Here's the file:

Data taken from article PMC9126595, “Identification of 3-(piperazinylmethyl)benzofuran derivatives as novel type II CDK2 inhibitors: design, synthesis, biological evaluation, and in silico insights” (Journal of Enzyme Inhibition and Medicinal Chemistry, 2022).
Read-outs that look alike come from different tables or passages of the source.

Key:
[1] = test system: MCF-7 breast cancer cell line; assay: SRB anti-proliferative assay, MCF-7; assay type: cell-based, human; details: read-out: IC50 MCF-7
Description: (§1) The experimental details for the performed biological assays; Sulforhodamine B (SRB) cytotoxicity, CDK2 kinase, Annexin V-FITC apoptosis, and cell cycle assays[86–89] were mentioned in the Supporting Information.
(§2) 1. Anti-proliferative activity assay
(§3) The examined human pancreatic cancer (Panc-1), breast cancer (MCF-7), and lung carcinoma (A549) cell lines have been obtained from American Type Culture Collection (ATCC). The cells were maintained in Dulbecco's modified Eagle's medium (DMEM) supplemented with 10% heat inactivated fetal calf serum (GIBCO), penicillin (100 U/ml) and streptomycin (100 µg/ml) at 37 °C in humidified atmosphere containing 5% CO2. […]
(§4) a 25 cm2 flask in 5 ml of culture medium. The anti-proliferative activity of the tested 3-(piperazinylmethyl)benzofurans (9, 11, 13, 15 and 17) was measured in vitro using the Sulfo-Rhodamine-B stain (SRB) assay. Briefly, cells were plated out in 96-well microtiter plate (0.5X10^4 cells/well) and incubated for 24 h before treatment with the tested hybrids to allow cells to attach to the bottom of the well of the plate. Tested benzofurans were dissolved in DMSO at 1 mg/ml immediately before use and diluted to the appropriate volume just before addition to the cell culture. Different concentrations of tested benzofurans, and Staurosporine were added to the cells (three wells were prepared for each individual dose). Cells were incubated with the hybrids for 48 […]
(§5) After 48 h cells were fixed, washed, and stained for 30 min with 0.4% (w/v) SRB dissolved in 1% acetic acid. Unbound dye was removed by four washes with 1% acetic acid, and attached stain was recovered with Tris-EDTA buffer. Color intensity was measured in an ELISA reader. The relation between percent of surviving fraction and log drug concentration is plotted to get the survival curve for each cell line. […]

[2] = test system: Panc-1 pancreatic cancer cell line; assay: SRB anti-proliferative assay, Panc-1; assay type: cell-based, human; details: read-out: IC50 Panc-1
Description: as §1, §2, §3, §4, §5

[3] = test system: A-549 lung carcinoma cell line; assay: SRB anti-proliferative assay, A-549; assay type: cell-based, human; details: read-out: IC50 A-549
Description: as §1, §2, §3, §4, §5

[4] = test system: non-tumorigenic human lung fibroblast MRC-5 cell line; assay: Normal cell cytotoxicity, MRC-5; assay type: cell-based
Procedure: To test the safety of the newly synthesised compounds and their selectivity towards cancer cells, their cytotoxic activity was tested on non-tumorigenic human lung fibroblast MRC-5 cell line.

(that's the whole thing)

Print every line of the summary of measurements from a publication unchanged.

Data taken from article PMC9126595, “Identification of 3-(piperazinylmethyl)benzofuran derivatives as novel type II CDK2 inhibitors: design, synthesis, biological evaluation, and in silico insights” (Journal of Enzyme Inhibition and Medicinal Chemistry, 2022).
Read-outs that look alike come from different tables or passages of the source.

Key:
[1] = test system: MCF-7 breast cancer cell line; assay: SRB anti-proliferative assay, MCF-7; assay type: cell-based, human; details: read-out: IC50 MCF-7
Description: (§1) The experimental details for the performed biological assays; Sulforhodamine B (SRB) cytotoxicity, CDK2 kinase, Annexin V-FITC apoptosis, and cell cycle assays[86–89] were mentioned in the Supporting Information.
(§2) 1. Anti-proliferative activity assay
(§3) The examined human pancreatic cancer (Panc-1), breast cancer (MCF-7), and lung carcinoma (A549) cell lines have been obtained from American Type Culture Collection (ATCC). The cells were maintained in Dulbecco's modified Eagle's medium (DMEM) supplemented with 10% heat inactivated fetal calf serum (GIBCO), penicillin (100 U/ml) and streptomycin (100 µg/ml) at 37 °C in humidified atmosphere containing 5% CO2. […]
(§4) a 25 cm2 flask in 5 ml of culture medium. The anti-proliferative activity of the tested 3-(piperazinylmethyl)benzofurans (9, 11, 13, 15 and 17) was measured in vitro using the Sulfo-Rhodamine-B stain (SRB) assay. Briefly, cells were plated out in 96-well microtiter plate (0.5X10^4 cells/well) and incubated for 24 h before treatment with the tested hybrids to allow cells to attach to the bottom of the well of the plate. Tested benzofurans were dissolved in DMSO at 1 mg/ml immediately before use and diluted to the appropriate volume just before addition to the cell culture. Different concentrations of tested benzofurans, and Staurosporine were added to the cells (three wells were prepared for each individual dose). Cells were incubated with the hybrids for 48 […]
(§5) After 48 h cells were fixed, washed, and stained for 30 min with 0.4% (w/v) SRB dissolved in 1% acetic acid. Unbound dye was removed by four washes with 1% acetic acid, and attached stain was recovered with Tris-EDTA buffer. Color intensity was measured in an ELISA reader. The relation between percent of surviving fraction and log drug concentration is plotted to get the survival curve for each cell line. […]

[2] = test system: Panc-1 pancreatic cancer cell line; assay: SRB anti-proliferative assay, Panc-1; assay type: cell-based, human; details: read-out: IC50 Panc-1
Description: as §1, §2, §3, §4, §5

[3] = test system: A-549 lung carcinoma cell line; assay: SRB anti-proliferative assay, A-549; assay type: cell-based, human; details: read-out: IC50 A-549
Description: as §1, §2, §3, §4, §5

[4] = test system: non-tumorigenic human lung fibroblast MRC-5 cell line; assay: Normal cell cytotoxicity, MRC-5; assay type: cell-based
Procedure: To test the safety of the newly synthesised compounds and their selectivity towards cancer cells, their cytotoxic activity was tested on non-tumorigenic human lung fibroblast MRC-5 cell line.